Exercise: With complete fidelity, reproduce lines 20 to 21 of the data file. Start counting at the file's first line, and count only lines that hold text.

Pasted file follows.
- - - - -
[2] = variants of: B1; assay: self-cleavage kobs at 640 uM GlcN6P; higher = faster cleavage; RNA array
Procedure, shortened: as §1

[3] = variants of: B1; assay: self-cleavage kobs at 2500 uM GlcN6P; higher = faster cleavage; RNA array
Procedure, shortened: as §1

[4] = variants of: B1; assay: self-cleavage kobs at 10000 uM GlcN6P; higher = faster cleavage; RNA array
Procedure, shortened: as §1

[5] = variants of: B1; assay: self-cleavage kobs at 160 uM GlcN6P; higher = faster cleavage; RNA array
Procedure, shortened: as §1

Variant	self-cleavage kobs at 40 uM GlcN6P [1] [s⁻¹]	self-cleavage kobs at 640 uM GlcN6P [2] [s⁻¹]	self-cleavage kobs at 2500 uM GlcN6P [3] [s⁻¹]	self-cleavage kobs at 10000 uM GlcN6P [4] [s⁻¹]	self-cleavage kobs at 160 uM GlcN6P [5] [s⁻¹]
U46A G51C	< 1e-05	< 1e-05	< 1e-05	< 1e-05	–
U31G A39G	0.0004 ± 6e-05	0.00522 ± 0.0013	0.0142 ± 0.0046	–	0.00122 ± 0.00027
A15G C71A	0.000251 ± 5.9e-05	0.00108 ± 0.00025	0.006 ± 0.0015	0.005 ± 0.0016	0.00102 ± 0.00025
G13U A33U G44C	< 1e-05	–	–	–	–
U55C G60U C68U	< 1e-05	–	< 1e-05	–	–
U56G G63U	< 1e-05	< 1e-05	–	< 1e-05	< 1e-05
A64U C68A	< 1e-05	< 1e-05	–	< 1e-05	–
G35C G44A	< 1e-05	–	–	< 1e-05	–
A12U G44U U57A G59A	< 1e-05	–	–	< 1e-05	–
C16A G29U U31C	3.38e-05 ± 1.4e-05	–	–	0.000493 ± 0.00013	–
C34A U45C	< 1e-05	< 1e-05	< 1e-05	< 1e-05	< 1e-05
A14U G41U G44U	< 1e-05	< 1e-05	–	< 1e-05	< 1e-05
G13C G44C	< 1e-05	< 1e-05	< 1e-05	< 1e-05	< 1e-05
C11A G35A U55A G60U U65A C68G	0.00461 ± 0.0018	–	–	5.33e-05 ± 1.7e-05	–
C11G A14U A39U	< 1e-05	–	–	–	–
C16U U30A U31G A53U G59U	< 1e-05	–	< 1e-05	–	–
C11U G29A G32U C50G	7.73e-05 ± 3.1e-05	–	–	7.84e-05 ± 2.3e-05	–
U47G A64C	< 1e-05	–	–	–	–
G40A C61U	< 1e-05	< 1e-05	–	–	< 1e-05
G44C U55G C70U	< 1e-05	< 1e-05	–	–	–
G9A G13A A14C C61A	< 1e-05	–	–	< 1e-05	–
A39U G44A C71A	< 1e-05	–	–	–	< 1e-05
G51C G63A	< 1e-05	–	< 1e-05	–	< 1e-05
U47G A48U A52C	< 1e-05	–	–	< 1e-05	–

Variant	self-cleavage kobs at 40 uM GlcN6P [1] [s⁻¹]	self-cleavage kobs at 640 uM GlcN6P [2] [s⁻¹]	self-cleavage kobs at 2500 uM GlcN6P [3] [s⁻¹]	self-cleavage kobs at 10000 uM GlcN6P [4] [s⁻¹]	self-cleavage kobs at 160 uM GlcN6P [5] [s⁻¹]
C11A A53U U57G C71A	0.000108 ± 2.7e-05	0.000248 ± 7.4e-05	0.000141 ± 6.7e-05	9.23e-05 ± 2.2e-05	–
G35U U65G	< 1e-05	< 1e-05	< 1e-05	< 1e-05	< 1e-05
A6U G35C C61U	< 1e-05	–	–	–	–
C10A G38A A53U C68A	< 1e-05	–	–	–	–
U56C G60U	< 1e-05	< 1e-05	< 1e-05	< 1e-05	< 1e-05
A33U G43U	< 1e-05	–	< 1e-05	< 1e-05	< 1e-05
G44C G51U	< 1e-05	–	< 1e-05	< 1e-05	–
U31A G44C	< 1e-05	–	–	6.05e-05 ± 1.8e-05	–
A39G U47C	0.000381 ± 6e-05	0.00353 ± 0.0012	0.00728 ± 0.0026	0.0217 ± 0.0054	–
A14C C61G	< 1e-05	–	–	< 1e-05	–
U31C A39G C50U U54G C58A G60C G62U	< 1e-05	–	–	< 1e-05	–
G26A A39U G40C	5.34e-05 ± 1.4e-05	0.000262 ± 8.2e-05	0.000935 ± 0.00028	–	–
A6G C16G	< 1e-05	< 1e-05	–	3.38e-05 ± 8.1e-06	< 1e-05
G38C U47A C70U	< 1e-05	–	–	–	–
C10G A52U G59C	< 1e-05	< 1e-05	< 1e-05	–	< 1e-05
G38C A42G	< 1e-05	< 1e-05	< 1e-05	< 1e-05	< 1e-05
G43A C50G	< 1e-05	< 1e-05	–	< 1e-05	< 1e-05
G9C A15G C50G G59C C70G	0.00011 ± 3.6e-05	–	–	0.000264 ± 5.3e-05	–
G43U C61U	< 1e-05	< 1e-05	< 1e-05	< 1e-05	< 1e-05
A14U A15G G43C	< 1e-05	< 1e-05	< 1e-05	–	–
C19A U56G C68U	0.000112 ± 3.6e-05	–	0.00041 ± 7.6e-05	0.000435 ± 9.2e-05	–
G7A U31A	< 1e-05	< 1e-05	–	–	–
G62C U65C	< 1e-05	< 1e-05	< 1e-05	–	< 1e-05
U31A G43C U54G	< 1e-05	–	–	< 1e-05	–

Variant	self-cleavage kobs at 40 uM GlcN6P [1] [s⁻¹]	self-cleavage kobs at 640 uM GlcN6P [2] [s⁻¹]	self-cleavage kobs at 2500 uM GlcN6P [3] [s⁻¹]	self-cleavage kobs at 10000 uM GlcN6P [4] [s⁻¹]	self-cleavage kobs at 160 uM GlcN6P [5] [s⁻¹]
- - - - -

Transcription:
C34A U45C	< 1e-05	< 1e-05	< 1e-05	< 1e-05	< 1e-05
A14U G41U G44U	< 1e-05	< 1e-05	–	< 1e-05	< 1e-05